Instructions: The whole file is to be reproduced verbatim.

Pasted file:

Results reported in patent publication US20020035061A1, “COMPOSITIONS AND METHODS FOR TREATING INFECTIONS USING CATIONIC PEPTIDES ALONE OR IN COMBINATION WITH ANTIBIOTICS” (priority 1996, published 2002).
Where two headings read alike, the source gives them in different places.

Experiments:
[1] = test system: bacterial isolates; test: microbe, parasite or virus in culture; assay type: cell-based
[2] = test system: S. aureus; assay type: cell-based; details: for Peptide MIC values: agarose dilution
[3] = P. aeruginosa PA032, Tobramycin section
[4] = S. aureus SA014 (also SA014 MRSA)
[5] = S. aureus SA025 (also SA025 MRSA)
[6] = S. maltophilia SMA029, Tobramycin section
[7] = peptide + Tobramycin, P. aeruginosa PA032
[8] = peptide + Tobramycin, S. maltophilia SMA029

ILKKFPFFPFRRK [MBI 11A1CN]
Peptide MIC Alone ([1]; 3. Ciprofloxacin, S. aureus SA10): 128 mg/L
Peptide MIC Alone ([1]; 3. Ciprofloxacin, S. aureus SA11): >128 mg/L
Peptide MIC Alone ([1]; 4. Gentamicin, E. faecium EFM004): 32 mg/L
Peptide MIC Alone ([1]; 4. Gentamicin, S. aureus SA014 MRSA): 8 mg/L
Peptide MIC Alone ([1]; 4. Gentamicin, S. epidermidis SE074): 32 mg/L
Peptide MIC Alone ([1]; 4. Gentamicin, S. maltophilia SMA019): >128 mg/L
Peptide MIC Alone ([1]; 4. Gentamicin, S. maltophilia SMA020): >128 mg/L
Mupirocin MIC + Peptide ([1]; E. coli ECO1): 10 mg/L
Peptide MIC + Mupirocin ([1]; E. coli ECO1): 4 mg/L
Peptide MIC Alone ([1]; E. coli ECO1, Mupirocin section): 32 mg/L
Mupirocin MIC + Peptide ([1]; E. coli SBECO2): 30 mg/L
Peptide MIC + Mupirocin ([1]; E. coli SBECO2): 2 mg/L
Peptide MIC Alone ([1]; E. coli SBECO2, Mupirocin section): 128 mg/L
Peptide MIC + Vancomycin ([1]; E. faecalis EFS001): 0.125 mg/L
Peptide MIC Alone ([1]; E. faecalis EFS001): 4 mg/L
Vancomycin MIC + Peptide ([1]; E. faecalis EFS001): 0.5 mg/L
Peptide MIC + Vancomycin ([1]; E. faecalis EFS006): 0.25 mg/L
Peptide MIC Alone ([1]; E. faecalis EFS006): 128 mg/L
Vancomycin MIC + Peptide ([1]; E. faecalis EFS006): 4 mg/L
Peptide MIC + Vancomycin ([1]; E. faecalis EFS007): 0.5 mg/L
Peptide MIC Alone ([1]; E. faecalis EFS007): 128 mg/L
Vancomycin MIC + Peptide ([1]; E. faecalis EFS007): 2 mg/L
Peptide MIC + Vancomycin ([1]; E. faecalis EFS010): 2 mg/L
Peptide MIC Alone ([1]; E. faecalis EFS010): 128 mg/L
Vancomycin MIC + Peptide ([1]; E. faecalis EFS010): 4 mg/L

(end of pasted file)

Results reported in patent publication US20020035061A1, “COMPOSITIONS AND METHODS FOR TREATING INFECTIONS USING CATIONIC PEPTIDES ALONE OR IN COMBINATION WITH ANTIBIOTICS” (priority 1996, published 2002).
Where two headings read alike, the source gives them in different places.

Experiments:
[1] = test system: bacterial isolates; test: microbe, parasite or virus in culture; assay type: cell-based
[2] = test system: S. aureus; assay type: cell-based; details: for Peptide MIC values: agarose dilution
[3] = P. aeruginosa PA032, Tobramycin section
[4] = S. aureus SA014 (also SA014 MRSA)
[5] = S. aureus SA025 (also SA025 MRSA)
[6] = S. maltophilia SMA029, Tobramycin section
[7] = peptide + Tobramycin, P. aeruginosa PA032
[8] = peptide + Tobramycin, S. maltophilia SMA029

ILKKFPFFPFRRK [MBI 11A1CN]
Peptide MIC Alone ([1]; 3. Ciprofloxacin, S. aureus SA10): 128 mg/L
Peptide MIC Alone ([1]; 3. Ciprofloxacin, S. aureus SA11): >128 mg/L
Peptide MIC Alone ([1]; 4. Gentamicin, E. faecium EFM004): 32 mg/L
Peptide MIC Alone ([1]; 4. Gentamicin, S. aureus SA014 MRSA): 8 mg/L
Peptide MIC Alone ([1]; 4. Gentamicin, S. epidermidis SE074): 32 mg/L
Peptide MIC Alone ([1]; 4. Gentamicin, S. maltophilia SMA019): >128 mg/L
Peptide MIC Alone ([1]; 4. Gentamicin, S. maltophilia SMA020): >128 mg/L
Mupirocin MIC + Peptide ([1]; E. coli ECO1): 10 mg/L
Peptide MIC + Mupirocin ([1]; E. coli ECO1): 4 mg/L
Peptide MIC Alone ([1]; E. coli ECO1, Mupirocin section): 32 mg/L
Mupirocin MIC + Peptide ([1]; E. coli SBECO2): 30 mg/L
Peptide MIC + Mupirocin ([1]; E. coli SBECO2): 2 mg/L
Peptide MIC Alone ([1]; E. coli SBECO2, Mupirocin section): 128 mg/L
Peptide MIC + Vancomycin ([1]; E. faecalis EFS001): 0.125 mg/L
Peptide MIC Alone ([1]; E. faecalis EFS001): 4 mg/L
Vancomycin MIC + Peptide ([1]; E. faecalis EFS001): 0.5 mg/L
Peptide MIC + Vancomycin ([1]; E. faecalis EFS006): 0.25 mg/L
Peptide MIC Alone ([1]; E. faecalis EFS006): 128 mg/L
Vancomycin MIC + Peptide ([1]; E. faecalis EFS006): 4 mg/L
Peptide MIC + Vancomycin ([1]; E. faecalis EFS007): 0.5 mg/L
Peptide MIC Alone ([1]; E. faecalis EFS007): 128 mg/L
Vancomycin MIC + Peptide ([1]; E. faecalis EFS007): 2 mg/L
Peptide MIC + Vancomycin ([1]; E. faecalis EFS010): 2 mg/L
Peptide MIC Alone ([1]; E. faecalis EFS010): 128 mg/L
Vancomycin MIC + Peptide ([1]; E. faecalis EFS010): 4 mg/L